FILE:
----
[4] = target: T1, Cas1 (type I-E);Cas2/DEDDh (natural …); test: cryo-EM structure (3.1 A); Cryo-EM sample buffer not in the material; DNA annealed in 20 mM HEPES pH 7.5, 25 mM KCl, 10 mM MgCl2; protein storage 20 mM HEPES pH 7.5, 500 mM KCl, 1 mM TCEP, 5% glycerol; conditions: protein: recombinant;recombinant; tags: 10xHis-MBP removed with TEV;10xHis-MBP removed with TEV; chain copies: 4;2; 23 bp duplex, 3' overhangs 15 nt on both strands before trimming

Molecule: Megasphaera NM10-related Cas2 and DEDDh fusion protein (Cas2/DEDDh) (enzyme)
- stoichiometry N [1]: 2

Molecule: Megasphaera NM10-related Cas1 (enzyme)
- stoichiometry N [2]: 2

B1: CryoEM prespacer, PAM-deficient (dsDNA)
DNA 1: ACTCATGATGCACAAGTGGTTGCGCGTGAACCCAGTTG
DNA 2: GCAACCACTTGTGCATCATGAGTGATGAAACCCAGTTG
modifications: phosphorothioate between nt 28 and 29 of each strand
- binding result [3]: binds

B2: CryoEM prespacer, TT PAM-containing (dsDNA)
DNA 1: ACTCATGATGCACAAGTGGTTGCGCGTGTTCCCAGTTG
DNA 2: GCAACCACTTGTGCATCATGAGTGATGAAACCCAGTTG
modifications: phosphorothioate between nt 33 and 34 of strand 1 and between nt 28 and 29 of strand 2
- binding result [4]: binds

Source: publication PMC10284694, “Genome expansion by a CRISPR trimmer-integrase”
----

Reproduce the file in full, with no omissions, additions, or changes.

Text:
[4] = target: T1, Cas1 (type I-E);Cas2/DEDDh (natural …); test: cryo-EM structure (3.1 A); Cryo-EM sample buffer not in the material; DNA annealed in 20 mM HEPES pH 7.5, 25 mM KCl, 10 mM MgCl2; protein storage 20 mM HEPES pH 7.5, 500 mM KCl, 1 mM TCEP, 5% glycerol; conditions: protein: recombinant;recombinant; tags: 10xHis-MBP removed with TEV;10xHis-MBP removed with TEV; chain copies: 4;2; 23 bp duplex, 3' overhangs 15 nt on both strands before trimming

Molecule: Megasphaera NM10-related Cas2 and DEDDh fusion protein (Cas2/DEDDh) (enzyme)
- stoichiometry N [1]: 2

Molecule: Megasphaera NM10-related Cas1 (enzyme)
- stoichiometry N [2]: 2

B1: CryoEM prespacer, PAM-deficient (dsDNA)
DNA 1: ACTCATGATGCACAAGTGGTTGCGCGTGAACCCAGTTG
DNA 2: GCAACCACTTGTGCATCATGAGTGATGAAACCCAGTTG
modifications: phosphorothioate between nt 28 and 29 of each strand
- binding result [3]: binds

B2: CryoEM prespacer, TT PAM-containing (dsDNA)
DNA 1: ACTCATGATGCACAAGTGGTTGCGCGTGTTCCCAGTTG
DNA 2: GCAACCACTTGTGCATCATGAGTGATGAAACCCAGTTG
modifications: phosphorothioate between nt 33 and 34 of strand 1 and between nt 28 and 29 of strand 2
- binding result [4]: binds

Source: publication PMC10284694, “Genome expansion by a CRISPR trimmer-integrase”